Editor’s note – This article is one of a series of feature stories from Southern State Community College highlighting alumni and the specific degree programs they completed.
When Emily Jackson graduated high school in 2003, she wanted to pursue a career in nursing, but she did not want to go too far from home.
Since her mother worked at the local community college, Jackson said attending classes there was a no-brainer.
“I just felt like there was a sense of community that I wasn’t sure I would get somewhere else,” Jackson said.
Jackson is still close to home, working full-time as a nurse practitioner at Adena Hillsboro, and she said those in a similar situation would do well to start at Southern State Community College.
Jackson said from a young age she knew she wanted to take care of people, and that was what led her to eventually pursue an associate’s degree in nursing from Southern State.
“I come from a very nurturing family and lots of people around me were ill,” she said. “Part of me just wanted to nurture people and be able to take care of my family. That was the key factor for me wanting to become a nurse.”
Jackson said one of her biggest challenges in school was academics.
“Even as a child, it was hard for me to succeed in school without having to study, study, study,” she said. “I think Southern State took some of the burden… I had family support and all these people around me. I felt like if I ever had a concern, I had somebody to link onto and I kind of got over my academic fear.”
Jackson said Southern State’s small class sizes gave her space to ask questions without feeling judged by a hundred or more students.
“Just knowing a lot of the people I went to school with was important,” she said. “When I got in the nursing program, I had other people from other counties, but with so many classes together, we felt like a family.”
Jackson said Southern State was also a good choice for her financially due to low tuition rates.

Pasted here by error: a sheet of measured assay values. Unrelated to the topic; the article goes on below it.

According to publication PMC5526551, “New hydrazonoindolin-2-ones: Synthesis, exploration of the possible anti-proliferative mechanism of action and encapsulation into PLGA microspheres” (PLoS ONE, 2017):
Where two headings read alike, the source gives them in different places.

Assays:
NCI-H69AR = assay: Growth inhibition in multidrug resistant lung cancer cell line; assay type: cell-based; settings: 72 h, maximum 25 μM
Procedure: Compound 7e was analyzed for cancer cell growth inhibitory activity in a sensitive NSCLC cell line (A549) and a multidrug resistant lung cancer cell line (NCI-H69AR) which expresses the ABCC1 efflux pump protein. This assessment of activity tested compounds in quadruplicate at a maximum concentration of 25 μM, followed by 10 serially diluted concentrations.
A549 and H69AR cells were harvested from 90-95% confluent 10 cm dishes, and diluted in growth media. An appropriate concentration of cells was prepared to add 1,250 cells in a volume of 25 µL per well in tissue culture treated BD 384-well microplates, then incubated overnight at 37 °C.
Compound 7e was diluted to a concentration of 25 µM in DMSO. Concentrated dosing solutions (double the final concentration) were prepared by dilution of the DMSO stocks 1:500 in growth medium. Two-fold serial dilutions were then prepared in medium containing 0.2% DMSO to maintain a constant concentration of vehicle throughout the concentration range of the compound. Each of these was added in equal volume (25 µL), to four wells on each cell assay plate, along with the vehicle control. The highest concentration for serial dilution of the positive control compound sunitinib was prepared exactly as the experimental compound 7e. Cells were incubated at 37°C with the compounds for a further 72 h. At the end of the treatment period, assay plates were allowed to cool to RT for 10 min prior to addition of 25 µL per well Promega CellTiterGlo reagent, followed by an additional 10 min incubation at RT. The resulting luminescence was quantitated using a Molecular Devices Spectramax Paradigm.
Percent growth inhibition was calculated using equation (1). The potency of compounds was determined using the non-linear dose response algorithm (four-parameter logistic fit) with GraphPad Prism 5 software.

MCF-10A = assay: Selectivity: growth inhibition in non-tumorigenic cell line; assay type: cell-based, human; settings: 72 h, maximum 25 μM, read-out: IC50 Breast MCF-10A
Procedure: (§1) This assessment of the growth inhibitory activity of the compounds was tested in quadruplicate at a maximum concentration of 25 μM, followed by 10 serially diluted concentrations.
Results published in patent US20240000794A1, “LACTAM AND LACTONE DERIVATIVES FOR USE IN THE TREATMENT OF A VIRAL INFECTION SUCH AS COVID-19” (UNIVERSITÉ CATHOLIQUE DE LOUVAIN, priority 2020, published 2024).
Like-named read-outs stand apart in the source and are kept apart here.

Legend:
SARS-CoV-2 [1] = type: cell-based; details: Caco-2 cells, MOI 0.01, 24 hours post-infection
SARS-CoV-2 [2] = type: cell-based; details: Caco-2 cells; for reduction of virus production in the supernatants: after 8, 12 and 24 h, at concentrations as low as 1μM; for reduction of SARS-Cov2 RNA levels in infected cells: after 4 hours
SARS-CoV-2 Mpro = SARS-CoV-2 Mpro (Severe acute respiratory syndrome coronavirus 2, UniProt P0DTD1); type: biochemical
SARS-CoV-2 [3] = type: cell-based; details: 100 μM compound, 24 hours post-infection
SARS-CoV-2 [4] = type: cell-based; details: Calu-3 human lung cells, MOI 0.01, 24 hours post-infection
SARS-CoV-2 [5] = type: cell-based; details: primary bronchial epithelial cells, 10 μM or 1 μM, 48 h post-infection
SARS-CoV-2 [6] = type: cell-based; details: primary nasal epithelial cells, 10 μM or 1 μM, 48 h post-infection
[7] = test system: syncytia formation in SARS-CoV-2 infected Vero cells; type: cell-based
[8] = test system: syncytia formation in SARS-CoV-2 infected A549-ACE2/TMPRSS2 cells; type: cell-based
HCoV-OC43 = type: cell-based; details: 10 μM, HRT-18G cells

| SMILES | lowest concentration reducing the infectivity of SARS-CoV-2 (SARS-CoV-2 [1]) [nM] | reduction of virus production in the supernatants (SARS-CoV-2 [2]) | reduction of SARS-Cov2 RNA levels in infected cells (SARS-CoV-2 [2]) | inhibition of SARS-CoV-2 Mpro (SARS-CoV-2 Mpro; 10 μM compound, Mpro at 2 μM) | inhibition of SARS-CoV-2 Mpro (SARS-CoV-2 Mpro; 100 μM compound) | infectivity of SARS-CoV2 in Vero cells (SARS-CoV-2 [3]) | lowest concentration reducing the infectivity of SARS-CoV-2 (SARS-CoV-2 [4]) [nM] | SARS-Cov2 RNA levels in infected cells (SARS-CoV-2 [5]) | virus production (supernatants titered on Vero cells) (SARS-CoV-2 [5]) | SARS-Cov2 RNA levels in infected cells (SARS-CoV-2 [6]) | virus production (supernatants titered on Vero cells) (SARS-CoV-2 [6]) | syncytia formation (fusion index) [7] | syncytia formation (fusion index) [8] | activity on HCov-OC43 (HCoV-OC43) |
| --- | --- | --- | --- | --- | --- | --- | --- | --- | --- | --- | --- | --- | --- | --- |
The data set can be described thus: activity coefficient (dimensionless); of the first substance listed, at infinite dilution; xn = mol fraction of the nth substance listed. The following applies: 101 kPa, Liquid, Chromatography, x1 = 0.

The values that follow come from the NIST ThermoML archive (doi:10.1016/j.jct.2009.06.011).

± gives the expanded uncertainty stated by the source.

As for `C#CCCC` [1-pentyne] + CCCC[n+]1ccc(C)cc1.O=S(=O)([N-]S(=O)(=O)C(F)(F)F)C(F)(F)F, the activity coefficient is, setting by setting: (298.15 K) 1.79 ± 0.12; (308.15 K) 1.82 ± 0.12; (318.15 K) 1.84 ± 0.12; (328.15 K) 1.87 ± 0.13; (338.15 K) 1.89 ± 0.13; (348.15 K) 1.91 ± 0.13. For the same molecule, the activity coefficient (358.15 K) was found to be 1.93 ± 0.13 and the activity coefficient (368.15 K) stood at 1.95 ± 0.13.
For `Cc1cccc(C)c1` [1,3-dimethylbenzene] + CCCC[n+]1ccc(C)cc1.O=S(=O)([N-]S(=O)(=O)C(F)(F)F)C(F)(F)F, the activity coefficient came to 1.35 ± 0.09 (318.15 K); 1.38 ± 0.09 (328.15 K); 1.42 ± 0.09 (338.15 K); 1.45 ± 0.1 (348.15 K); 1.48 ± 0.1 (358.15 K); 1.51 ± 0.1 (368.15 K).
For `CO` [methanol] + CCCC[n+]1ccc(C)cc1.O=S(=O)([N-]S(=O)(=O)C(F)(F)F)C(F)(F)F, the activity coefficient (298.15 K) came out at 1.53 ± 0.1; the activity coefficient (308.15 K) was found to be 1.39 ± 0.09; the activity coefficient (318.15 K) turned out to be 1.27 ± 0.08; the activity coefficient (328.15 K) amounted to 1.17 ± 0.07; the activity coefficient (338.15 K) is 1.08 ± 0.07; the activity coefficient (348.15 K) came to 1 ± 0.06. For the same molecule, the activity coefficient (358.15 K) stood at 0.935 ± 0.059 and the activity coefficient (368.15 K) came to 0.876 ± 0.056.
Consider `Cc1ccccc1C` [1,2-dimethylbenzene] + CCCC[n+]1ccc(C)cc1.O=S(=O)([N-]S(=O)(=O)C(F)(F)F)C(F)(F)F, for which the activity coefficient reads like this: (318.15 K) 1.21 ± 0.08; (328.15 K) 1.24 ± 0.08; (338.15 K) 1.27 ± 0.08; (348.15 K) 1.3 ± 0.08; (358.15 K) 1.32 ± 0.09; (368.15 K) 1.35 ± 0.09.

“It’s very affordable,” she said, adding that taking classes at the community college then transferring credits to larger schools for further education is a financial boon. Jackson went on to earn a bachelor’s degree from Ohio University and a master’s degree from the University of Cincinnati.
Jackson, who also fills in as an instructor in the Southern State nursing department, said she’s “proud of our program.”
“It’s continuing to thrive and it’s just a blessing to see it continue so well,” she said.
Julie Krebs, who oversees the nursing program, said the associate’s degree in nursing prepares students to take the National Council Licensure Examination to become a registered nurse. Alternatively, students can enroll in the practical nursing program to attain practical nursing licensure in one year.
Krebs said many students go on to complete their bachelor’s degree in the following two years after graduation from Southern State, adding that there are “many opportunities” for RN students in surrounding hospitals and long-term care facilities.
Opportunities for practical nursing graduates abound in long-term care facilities and acute care offices at hospitals and doctor’s practices.
Krebs said starting pay for some nursing degree graduates is $28 per hour, while PN graduates can earn at least $19 per hour.
According to Krebs, students in both tracks gain practical experience from skill labs and simulation labs where they work on mannequins and live patients. Krebs said these skills prepare would-be nurses and health care providers for the field, where they need to be “ready to provide safe and efficient care… from learning how to apply knowledge and skill.” Krebs, a longtime nurse herself, said she is passionate about the profession because it “improves lives.”
Jackson said she feels the same, adding that dreams, whether big or small, are worth following.
“Sometimes they feel like they’re far-fetched and hard to hold on to, but we have so many resources on a local level that can help you reach what you want,” she said.
For more information about Southern State’s Nursing Program, visit www.sscc.edu, email Sue Leach at [email protected], or call 800.628.7722, Ext. 2640.
David Wright is a local journalist and freelance writer.